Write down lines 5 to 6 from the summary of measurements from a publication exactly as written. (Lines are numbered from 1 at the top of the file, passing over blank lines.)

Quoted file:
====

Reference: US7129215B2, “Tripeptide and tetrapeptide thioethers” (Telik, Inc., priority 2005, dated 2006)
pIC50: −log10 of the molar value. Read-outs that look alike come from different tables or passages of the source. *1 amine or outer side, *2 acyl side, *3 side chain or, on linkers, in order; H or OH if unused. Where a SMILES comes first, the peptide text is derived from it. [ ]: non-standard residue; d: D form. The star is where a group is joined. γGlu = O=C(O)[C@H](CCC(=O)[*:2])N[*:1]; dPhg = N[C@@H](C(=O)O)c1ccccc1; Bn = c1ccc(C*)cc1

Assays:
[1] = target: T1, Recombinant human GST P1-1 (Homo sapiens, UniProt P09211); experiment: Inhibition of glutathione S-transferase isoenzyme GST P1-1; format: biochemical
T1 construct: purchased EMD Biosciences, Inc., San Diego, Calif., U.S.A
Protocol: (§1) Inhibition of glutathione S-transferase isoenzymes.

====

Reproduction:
T1 construct: purchased EMD Biosciences, Inc., San Diego, Calif., U.S.A
Protocol: (§1) Inhibition of glutathione S-transferase isoenzymes.